With lots of online research tools to choose from, making the right choice can be tricky. The key to success is to match them to your objectives. So before you look at tool selection do ensure your insight objectives are perfected (Stage 1). If they are cloudy, muddled and unclear from the get-go this just creates uncertainty later on. Your stakeholders may want to change/add things along the way depending on interim findings however, so remember to stay open minded too.
Your objectives, i.e. what you want to find out, are primary to determining the online research tools you use, but there are other important factors including sample, time, budget, depth, participant experience, etc. Bare these in mind when selecting tools also. Below I address each.
Stage 1 - Defining Your Insight Objectives
Before you even look at the online research tools on offer out there it’s crucial that the purpose of your market research is clearly defined. Go through your objectives, carefully, step by step and in detail and ensure that they are both universally understood and bought into by your stakeholders.
If you’re looking for a second opinion, the experts can help. Whether it’s branching out to an online agency or consulting an in-house team member for their opinion, it’s beneficial for sure. It’s good to make your objectives as concise as possible, any expert will tell you that there’s no room for fluff. It will only dilute the focus and worst case scenario, skew the project. Seasoned researchers will be able to extrapolate the primary objectives (separate the essential from the ‘nice to have’) and match them to an online research tool methodology with ease.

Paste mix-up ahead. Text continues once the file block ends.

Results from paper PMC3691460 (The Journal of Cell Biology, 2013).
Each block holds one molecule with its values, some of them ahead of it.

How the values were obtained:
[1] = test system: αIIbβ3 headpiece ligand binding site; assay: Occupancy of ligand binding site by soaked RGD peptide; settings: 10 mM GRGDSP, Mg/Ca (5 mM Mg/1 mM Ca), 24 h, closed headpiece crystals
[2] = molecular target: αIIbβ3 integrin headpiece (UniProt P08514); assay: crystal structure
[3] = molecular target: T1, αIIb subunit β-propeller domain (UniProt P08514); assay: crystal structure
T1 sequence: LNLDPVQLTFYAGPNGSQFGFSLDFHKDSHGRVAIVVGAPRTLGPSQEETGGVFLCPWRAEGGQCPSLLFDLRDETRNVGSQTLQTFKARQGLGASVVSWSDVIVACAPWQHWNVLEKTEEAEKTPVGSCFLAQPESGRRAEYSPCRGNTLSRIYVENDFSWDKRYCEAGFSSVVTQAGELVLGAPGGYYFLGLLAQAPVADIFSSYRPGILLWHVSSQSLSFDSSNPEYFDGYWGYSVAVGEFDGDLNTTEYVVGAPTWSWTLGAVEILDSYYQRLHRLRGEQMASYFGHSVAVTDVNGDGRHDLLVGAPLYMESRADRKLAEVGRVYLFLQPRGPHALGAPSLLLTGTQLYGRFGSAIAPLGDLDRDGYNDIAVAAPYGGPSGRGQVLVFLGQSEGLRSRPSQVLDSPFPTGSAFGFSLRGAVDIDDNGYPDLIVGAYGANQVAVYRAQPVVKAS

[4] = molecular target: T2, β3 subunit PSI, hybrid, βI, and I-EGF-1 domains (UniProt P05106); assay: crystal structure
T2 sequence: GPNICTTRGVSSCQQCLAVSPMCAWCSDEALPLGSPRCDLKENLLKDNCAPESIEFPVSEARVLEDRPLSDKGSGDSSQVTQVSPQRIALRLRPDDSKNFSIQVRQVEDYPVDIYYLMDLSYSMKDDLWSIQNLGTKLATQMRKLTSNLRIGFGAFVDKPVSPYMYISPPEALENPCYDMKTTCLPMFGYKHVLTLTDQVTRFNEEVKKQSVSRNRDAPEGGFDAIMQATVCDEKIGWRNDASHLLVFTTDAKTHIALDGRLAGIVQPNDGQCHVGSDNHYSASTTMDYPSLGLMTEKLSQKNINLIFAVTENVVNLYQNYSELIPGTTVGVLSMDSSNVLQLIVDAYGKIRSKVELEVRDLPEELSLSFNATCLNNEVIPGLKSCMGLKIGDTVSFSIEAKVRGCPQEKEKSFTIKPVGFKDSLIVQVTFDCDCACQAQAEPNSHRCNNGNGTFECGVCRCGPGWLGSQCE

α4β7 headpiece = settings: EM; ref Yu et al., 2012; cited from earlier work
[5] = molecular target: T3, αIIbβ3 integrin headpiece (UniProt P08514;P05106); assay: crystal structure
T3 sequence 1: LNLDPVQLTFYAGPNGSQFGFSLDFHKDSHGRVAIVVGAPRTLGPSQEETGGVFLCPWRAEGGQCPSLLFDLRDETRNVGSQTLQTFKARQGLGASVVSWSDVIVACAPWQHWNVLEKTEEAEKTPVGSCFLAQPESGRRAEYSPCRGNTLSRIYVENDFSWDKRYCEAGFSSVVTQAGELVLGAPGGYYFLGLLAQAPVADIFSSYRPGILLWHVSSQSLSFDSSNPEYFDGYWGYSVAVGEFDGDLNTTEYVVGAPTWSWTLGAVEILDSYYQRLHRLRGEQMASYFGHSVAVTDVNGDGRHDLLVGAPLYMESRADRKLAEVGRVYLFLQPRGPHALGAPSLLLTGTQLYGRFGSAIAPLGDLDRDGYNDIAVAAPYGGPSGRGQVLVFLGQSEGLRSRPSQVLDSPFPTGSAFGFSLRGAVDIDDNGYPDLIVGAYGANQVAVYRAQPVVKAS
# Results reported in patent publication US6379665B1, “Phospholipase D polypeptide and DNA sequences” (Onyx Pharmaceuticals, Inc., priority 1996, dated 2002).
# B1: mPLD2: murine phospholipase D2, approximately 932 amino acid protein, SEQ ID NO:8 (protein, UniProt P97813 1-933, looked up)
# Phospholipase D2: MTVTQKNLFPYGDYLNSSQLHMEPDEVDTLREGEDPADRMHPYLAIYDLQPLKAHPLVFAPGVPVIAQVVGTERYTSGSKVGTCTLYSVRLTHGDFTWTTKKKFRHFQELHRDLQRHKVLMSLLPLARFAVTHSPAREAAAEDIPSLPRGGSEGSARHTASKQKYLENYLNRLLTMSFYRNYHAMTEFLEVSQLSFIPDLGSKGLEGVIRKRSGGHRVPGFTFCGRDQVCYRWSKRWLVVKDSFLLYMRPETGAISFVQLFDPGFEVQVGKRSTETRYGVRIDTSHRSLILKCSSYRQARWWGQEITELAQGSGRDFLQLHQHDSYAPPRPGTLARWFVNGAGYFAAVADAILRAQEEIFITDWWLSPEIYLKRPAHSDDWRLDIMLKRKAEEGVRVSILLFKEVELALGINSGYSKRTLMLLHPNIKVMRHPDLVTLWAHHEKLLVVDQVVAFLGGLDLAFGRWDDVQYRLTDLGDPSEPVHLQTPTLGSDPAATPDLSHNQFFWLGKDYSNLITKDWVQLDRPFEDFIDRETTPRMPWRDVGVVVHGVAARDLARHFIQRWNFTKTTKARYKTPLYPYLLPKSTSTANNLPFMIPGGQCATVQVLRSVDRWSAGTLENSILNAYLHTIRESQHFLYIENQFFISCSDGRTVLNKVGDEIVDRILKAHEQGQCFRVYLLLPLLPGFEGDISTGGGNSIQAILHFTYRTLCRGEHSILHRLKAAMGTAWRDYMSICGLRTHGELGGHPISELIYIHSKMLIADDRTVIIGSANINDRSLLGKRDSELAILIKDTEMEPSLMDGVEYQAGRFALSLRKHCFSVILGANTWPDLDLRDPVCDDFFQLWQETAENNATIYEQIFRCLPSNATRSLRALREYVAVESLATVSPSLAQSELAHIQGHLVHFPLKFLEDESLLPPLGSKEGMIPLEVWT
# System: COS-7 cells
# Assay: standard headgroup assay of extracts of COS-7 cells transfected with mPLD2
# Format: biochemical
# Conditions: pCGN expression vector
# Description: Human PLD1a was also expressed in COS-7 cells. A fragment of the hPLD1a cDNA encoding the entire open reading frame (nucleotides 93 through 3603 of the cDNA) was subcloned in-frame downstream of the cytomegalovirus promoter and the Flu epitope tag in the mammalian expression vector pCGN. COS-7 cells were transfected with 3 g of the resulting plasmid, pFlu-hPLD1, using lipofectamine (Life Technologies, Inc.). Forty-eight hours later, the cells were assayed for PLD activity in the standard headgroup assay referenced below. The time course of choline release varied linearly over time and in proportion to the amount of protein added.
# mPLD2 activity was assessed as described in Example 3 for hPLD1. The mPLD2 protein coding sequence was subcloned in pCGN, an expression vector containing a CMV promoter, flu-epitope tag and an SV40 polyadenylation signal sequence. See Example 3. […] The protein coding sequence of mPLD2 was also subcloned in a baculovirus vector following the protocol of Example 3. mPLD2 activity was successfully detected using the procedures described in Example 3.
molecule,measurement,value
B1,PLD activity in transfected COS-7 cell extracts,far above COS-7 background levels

Once you have a confirmed your insight objectives - As a rule of thumb, these should be no more than 5 – 10 points and include a hypothesis which can be proven or otherwise – move on to your tool selection considering the sample, time, budget, depth as you go…
Stage 2 – Matching Your Insight Objectives to the Right Online Research Tools
Having defined your insight objectives, consider the following when choosing your tools:
If you’re on a tight schedule and you need instant feedback, look at either live or quant tools first.
A personal live favourite of mine is the online focus group, just like a traditional in-person focus group, with hosts (stakeholders included), a moderator, and consumers taking part from the comfort of their own home. In addition to speed, online focus groups provide anonymity prompting more honesty and greater depth. Not only this but you can show stimuli including photos, images, in-image bulletin boards, videos, documents, etc. whilst the online focus group is taking place live. 60-90 minutes later and you have a detailed, structured conversational qual transcript for analysis.